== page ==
Euology for a little friend

Roland D. HalleeSCORES & OUTDOORS

by Roland D. Hallee

I always knew this day would come eventually. I always had it in the back of my mind that it wouldn’t be any time soon. It has taken me three weeks, but I have finally come to grips with it.

This is a story about a pet.

His name is Dudley. He is a Holland Lop rabbit. Born on May 16, 2007, he came to us on July 7, 2007. How he got his name is kind of a cute story. You see, he was supposed to be my wife’s, although you would never know it by the way I spoiled him.

From left, Dudley, two weeks after we acquired him, on July 24, 2007; full grown adult in 2014; eating Cheerios from a miniature champagne glass. Photos by Roland D. Hallee

Dudley was born in a litter of 12 rabbits, as the runt. We have photos of him at a very young age, keeping to himself in the back of the cage. A place he would not stay for very long. Anyway, my wife has always loved the film Arthur, starring diminutive Dudley Moore, who stood only 5 feet 3 inches tall. My wife also had a love for the actor. So, she decided to name the rabbit Arthur. That’s when I stepped in and suggested Dudley, since that was the man’s name who played the character Arthur in the film. So Dudley it was!

Once we got him home, he would never again spend any time locked up in a cage. He had the run of the house. We purchased a collapsible dog kennel as his “getaway” space, and quickly litter box trained him.

In the early years he would run, jump, twist, and literally do acrobatic stunts, to our delight and entertainment. We had many a good belly laugh watching him go through his antics. He spent his time between camp in the summer, and home during the winter. Everyone who knew Dudley loved him. He was extremely social, and enjoyed being around my wife and I. He very often would give us love “kisses.” There were times when we thought he was almost human. The stories about him abounded with our friends and family. My favorite is when I would alert people of his presence behind the outside door. I would tell them, “Watch out for the rabbit, and don’t let him out no matter what he tells you.” Dudley became a legend in his own time.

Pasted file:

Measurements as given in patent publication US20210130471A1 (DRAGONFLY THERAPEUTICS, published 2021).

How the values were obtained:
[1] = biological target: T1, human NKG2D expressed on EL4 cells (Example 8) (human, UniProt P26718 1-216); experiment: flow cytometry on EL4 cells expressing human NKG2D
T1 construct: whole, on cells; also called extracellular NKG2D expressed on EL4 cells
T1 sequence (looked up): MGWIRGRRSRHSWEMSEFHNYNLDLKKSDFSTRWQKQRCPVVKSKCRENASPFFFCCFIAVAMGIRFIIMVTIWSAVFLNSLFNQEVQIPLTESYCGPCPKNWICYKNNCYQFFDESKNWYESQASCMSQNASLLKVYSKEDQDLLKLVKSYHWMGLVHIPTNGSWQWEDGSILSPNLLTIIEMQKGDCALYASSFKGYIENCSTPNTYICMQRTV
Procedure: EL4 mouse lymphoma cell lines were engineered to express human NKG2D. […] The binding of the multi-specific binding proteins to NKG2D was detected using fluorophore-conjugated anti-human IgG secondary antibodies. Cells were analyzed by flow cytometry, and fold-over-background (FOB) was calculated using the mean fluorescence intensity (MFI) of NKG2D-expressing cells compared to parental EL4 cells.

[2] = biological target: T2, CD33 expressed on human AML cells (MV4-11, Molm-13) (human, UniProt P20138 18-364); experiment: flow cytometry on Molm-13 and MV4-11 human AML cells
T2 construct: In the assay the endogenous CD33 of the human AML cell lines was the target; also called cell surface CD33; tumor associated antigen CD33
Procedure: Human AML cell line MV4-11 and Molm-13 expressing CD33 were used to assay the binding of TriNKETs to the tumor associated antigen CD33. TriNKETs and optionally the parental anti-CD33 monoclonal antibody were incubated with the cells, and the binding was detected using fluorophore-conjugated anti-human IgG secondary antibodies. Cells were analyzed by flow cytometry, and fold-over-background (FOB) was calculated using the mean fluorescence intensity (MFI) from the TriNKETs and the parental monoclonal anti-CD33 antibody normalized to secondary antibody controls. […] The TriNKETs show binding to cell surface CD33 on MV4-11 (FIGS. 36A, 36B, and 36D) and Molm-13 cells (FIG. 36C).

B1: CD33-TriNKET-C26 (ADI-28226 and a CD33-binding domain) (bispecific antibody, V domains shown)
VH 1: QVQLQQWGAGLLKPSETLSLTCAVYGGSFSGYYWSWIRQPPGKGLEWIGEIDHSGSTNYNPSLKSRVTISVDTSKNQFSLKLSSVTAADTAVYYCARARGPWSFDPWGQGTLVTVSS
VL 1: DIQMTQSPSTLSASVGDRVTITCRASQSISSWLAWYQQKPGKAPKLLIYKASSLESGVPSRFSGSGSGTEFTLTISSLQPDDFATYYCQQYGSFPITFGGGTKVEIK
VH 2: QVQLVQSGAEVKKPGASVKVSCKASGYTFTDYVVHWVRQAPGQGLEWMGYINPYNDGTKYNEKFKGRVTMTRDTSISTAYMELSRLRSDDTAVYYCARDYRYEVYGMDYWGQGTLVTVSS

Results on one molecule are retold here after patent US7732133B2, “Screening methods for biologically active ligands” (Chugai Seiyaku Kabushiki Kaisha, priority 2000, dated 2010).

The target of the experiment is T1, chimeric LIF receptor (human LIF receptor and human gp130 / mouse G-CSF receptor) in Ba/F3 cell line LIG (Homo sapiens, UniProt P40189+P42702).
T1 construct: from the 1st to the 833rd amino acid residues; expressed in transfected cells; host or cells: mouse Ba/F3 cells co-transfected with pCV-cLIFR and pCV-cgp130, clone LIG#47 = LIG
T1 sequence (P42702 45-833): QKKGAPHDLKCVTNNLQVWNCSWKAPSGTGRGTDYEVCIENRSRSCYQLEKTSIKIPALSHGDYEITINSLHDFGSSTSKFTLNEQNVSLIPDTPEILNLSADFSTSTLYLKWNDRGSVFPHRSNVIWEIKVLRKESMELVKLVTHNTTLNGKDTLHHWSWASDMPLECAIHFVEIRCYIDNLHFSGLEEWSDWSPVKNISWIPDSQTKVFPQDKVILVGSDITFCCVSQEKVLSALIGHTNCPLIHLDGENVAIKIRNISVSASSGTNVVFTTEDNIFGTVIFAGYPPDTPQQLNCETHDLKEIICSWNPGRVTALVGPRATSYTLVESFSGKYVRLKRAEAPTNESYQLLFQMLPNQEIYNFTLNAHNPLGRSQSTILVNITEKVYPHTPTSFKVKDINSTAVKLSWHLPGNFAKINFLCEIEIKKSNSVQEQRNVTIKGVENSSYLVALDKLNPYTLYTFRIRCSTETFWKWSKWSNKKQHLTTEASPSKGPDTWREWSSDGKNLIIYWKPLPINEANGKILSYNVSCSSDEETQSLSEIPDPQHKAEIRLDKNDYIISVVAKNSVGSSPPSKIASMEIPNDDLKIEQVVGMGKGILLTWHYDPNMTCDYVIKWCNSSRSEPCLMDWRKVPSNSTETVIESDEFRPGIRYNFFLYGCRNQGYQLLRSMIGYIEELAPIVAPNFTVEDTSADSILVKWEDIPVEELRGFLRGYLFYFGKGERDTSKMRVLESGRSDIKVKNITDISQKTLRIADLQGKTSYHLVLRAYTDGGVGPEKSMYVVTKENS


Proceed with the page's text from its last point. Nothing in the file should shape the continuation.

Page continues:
My kids, I think, actually became jealous of him.

Once, when he was between 12 and 15 weeks old, we were given his sister to care for who had been a little dehydrated. My wife made sure the sister had plenty of water, and gave it an occasional spray water bath, all the time keeping it in a dark, cool area. But, in our opinion, it was Dudley who nursed her back to health. He spent his time huddled next to her and constantly licked her coat in an attempt to soothe her. Remarkable, was all we could think at the time. She was later able to return to her caretakers.

Of course, as the years passed, he began to slow down, like the rest of us. During his prime, he weighed 5.4 pounds, actually a little overweight for a lop.

It is the opinion of my wife and I that Holland Lops are the best rabbits in the world. Dudley was not a dwarf rabbit, but rather known as mini lops. He had a wonderful temperament, curious as all outdoors, and was easily trained. One of the remarkable characteristics of his, was that he did not fear the vacuum cleaner. You would think a small animal would not know what to make of a modern human contraption that makes a lot of noise, and run and hide. He would actually come right up to it (remember what I said about his curiosity). He was not fearful of other animals, particularly small dogs. Again, his curiosity would lead him to investigate what this other animal was that was invading his space. All-in-all, nothing really bothered Dudley. He was about as layed back as an animal could be.

And a story about Dudley would not be complete if we didn’t mention his love affair with Cheerios. The rabbit was addicted. He would do anything for them as a treat. At times, when I felt he had too many or he wasn’t being a “good boy,” I would ignore him. He would actually stretch as far as he could, and nip me in my inner thigh while I sat in my chair. It goes without saying he would get my attention. He would even get Cheerios from relatives and friends at Christmas.

I could go on about the experiences we had with this adorable pet, but space doesn’t allow it. All I can say is that I would have another one (but the pain of losing him was tremendous), and recommend them as a pet for adults. They don’t particularly like to be picked up and held, although in time, Dudley learned to accept it.

The average life expectancy of a mini lop is seven years. Dudley passed suddenly, in my arms, on March 31, 2017, 45 days shy of his 10th birthday. As far as we know, he was the last survivor of his litter.

Goodbye, little friend, may you rest in peace.

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